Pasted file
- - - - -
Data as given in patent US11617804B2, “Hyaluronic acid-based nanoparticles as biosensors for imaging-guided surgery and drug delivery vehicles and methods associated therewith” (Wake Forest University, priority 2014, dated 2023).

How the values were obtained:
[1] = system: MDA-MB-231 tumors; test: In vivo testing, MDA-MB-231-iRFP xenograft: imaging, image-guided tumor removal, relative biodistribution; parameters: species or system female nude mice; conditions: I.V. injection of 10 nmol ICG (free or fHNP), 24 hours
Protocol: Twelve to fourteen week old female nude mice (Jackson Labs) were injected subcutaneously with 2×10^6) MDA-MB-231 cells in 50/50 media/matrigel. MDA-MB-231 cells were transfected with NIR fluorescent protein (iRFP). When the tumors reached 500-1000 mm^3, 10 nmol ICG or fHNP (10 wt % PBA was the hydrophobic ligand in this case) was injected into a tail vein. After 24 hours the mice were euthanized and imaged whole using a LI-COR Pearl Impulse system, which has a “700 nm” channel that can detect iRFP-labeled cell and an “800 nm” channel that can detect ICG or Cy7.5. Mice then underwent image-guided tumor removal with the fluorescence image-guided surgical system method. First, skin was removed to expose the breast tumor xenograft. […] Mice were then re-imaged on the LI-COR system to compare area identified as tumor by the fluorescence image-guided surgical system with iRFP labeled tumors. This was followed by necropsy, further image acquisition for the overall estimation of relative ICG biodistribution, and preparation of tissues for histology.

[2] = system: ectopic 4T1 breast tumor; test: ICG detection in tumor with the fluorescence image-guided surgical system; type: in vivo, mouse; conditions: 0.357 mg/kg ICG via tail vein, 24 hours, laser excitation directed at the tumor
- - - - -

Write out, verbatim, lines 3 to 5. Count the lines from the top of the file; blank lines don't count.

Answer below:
[1] = system: MDA-MB-231 tumors; test: In vivo testing, MDA-MB-231-iRFP xenograft: imaging, image-guided tumor removal, relative biodistribution; parameters: species or system female nude mice; conditions: I.V. injection of 10 nmol ICG (free or fHNP), 24 hours
Protocol: Twelve to fourteen week old female nude mice (Jackson Labs) were injected subcutaneously with 2×10^6) MDA-MB-231 cells in 50/50 media/matrigel. MDA-MB-231 cells were transfected with NIR fluorescent protein (iRFP). When the tumors reached 500-1000 mm^3, 10 nmol ICG or fHNP (10 wt % PBA was the hydrophobic ligand in this case) was injected into a tail vein. After 24 hours the mice were euthanized and imaged whole using a LI-COR Pearl Impulse system, which has a “700 nm” channel that can detect iRFP-labeled cell and an “800 nm” channel that can detect ICG or Cy7.5. Mice then underwent image-guided tumor removal with the fluorescence image-guided surgical system method. First, skin was removed to expose the breast tumor xenograft. […] Mice were then re-imaged on the LI-COR system to compare area identified as tumor by the fluorescence image-guided surgical system with iRFP labeled tumors. This was followed by necropsy, further image acquisition for the overall estimation of relative ICG biodistribution, and preparation of tissues for histology.

[2] = system: ectopic 4T1 breast tumor; test: ICG detection in tumor with the fluorescence image-guided surgical system; type: in vivo, mouse; conditions: 0.357 mg/kg ICG via tail vein, 24 hours, laser excitation directed at the tumor